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By introducing tactics of direct action and digital mobilisation, Fridays for Future and Extinction Rebellion have renewed the climate movement and accelerated climate action.
Yacef Saadi (R), military leader of the FLN National Liberation Front networks of the autonomous zone of Algiers, poses after being captured at the end of the “Battle of Algiers”.
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The film showed how a country can win militarily, but still lose the battle for ‘hearts and minds’.
Insulate Britain activists block the A41 roundabout between Watford and Kings Langley.
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Climate activists don’t have to be popular to achieve their goals.
Prime Minister Scott Morrison says he is ‘listening’ to a woman quietly holding a climate action sign outside parliament. But politicians have a vested interest in downplaying disruptive protests.
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Climate hypocrisy matters for governments – but not individuals.
Symbolic gesture or assertion of state power? Declaring a climate ‘emergency’ walks a fine line between hopeful rhetoric and risk to democracy.
Journalists are better at covering the climate crisis but there’s still room for improvement.
Members of the citizens’ assembly on climate change on their first weekend of discussions in Birmingham, January 2020.
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Ordinary British people proposed bolder climate measures than anything politicians have so far dared to suggest.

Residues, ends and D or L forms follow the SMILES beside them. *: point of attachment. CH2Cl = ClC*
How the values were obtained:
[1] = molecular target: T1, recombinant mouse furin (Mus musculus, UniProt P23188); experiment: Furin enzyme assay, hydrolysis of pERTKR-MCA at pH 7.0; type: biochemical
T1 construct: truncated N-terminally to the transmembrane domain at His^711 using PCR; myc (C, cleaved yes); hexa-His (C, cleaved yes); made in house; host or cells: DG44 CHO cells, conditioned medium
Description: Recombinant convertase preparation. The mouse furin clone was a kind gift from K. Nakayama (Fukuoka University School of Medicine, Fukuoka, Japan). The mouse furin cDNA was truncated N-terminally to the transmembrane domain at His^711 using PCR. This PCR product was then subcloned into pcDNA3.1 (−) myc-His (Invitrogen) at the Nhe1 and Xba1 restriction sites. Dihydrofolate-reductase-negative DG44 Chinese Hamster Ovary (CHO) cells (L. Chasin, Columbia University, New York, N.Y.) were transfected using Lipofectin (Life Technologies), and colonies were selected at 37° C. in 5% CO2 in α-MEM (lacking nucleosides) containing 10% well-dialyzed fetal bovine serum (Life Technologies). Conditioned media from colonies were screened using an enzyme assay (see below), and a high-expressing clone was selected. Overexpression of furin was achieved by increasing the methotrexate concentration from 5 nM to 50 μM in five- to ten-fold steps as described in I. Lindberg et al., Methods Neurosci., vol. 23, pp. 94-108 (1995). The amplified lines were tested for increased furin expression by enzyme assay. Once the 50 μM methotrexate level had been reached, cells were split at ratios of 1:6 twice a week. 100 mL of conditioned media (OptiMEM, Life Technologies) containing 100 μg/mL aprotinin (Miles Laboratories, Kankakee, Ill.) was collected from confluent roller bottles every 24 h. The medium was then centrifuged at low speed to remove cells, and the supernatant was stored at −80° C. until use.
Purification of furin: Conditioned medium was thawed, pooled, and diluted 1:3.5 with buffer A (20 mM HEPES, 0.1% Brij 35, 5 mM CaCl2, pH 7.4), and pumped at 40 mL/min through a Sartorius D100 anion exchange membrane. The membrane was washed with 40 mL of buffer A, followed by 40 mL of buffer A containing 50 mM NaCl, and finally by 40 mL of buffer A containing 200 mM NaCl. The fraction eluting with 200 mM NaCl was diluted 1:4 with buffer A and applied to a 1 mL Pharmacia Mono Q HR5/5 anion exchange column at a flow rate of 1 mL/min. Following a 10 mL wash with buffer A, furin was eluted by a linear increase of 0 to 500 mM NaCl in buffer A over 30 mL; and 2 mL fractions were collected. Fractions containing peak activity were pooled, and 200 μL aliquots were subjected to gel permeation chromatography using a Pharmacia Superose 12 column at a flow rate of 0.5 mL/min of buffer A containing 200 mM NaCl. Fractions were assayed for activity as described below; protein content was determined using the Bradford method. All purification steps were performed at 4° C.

Activists dress in blue to raise awareness of marine species extinctions.
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Extinction Rebellion’s ‘apolitical’ stance deprives it of allies, and leaves the movement vulnerable to co-option.
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An ecological economist involved in the new bill backed by Extinction Rebellion explains why it is needed for a safe and just future.
Earth Day 2020 in Guangzhou, China.
Thousands of Americans took part in the first Earth Day 50 years ago. What has changed since then?
Not an official Extinction Rebellion poster.
@XR_East / twitter
Extinction Rebellion impostors have called humans ‘a disease’.
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You can’t demand rebellion for long without inviting the suspicion of the state.
Violence during the 2011 London riots.
Politicians who refuse to listen to popular demands have a reason to be concerned.
An indigenous leader from Brazil protests against the destruction of their lands and people.
While celebrating the millions on streets in London and Vancouver, we must not forget the sacrifices of people in the Global South.
Today’s protests are driven more by anger over social and economic inequity than deep-seated grievances against a regime.
People get angry far more often than they rebel. And rebellions rarely become revolutions. An expert on the French Revolution explains why today’s protest movements are different.
NASA ‘could not imagine the radical effect of seeing the Earth’ from the moon. In the face of a climate catastrophe, we all need to step back and see the Earth again.
Historical perspective can offer much in this time of ecological crisis,. Many historians are reinventing their traditional scales of space and time to tell different kinds of stories that recognise the unruly power of nature.
A demonstrator being arrested by police during an Extinction Rebellion protest in London, Britain, 16 October 2019.
Extinction Rebellion take inspiration from history for their tactics – but today’s police service is much harder to overwhelm than it used to be.
Extinction Rebellion isn’t trying to win support or inspire people – it’s trying to force action.
© James McKay
We need to create a transport system that is zero carbon – and socially just – in only a few years. We just need to recognise that it's possible.